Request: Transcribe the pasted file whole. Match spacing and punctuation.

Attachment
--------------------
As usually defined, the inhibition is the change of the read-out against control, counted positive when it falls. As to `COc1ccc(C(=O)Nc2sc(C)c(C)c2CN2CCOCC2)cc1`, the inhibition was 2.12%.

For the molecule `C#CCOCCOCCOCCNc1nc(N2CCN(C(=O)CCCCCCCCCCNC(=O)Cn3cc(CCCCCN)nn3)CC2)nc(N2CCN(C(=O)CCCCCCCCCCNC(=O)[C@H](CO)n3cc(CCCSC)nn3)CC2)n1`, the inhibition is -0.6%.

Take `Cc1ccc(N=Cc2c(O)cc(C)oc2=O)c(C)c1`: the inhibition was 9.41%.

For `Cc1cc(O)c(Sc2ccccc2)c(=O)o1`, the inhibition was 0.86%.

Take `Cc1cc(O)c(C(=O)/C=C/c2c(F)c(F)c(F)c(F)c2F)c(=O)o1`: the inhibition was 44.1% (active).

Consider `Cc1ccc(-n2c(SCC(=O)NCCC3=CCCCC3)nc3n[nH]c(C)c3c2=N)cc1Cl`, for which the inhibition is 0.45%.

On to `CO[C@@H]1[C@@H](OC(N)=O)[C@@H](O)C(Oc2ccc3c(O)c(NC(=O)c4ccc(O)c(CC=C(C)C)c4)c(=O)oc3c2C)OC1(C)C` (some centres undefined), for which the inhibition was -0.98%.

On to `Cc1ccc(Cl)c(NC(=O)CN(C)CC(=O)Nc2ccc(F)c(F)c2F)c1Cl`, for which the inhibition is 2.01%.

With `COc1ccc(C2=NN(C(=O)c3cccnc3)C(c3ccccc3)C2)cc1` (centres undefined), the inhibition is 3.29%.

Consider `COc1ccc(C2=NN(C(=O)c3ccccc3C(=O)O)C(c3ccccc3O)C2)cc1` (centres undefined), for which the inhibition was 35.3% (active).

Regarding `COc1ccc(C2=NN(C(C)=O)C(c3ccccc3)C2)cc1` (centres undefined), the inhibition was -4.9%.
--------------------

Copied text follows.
As usually defined, the inhibition is the change of the read-out against control, counted positive when it falls. As to `COc1ccc(C(=O)Nc2sc(C)c(C)c2CN2CCOCC2)cc1`, the inhibition was 2.12%.

For the molecule `C#CCOCCOCCOCCNc1nc(N2CCN(C(=O)CCCCCCCCCCNC(=O)Cn3cc(CCCCCN)nn3)CC2)nc(N2CCN(C(=O)CCCCCCCCCCNC(=O)[C@H](CO)n3cc(CCCSC)nn3)CC2)n1`, the inhibition is -0.6%.

Take `Cc1ccc(N=Cc2c(O)cc(C)oc2=O)c(C)c1`: the inhibition was 9.41%.

For `Cc1cc(O)c(Sc2ccccc2)c(=O)o1`, the inhibition was 0.86%.

Take `Cc1cc(O)c(C(=O)/C=C/c2c(F)c(F)c(F)c(F)c2F)c(=O)o1`: the inhibition was 44.1% (active).

Consider `Cc1ccc(-n2c(SCC(=O)NCCC3=CCCCC3)nc3n[nH]c(C)c3c2=N)cc1Cl`, for which the inhibition is 0.45%.

On to `CO[C@@H]1[C@@H](OC(N)=O)[C@@H](O)C(Oc2ccc3c(O)c(NC(=O)c4ccc(O)c(CC=C(C)C)c4)c(=O)oc3c2C)OC1(C)C` (some centres undefined), for which the inhibition was -0.98%.

On to `Cc1ccc(Cl)c(NC(=O)CN(C)CC(=O)Nc2ccc(F)c(F)c2F)c1Cl`, for which the inhibition is 2.01%.

With `COc1ccc(C2=NN(C(=O)c3cccnc3)C(c3ccccc3)C2)cc1` (centres undefined), the inhibition is 3.29%.

Consider `COc1ccc(C2=NN(C(=O)c3ccccc3C(=O)O)C(c3ccccc3O)C2)cc1` (centres undefined), for which the inhibition was 35.3% (active).

Regarding `COc1ccc(C2=NN(C(C)=O)C(c3ccccc3)C2)cc1` (centres undefined), the inhibition was -4.9%.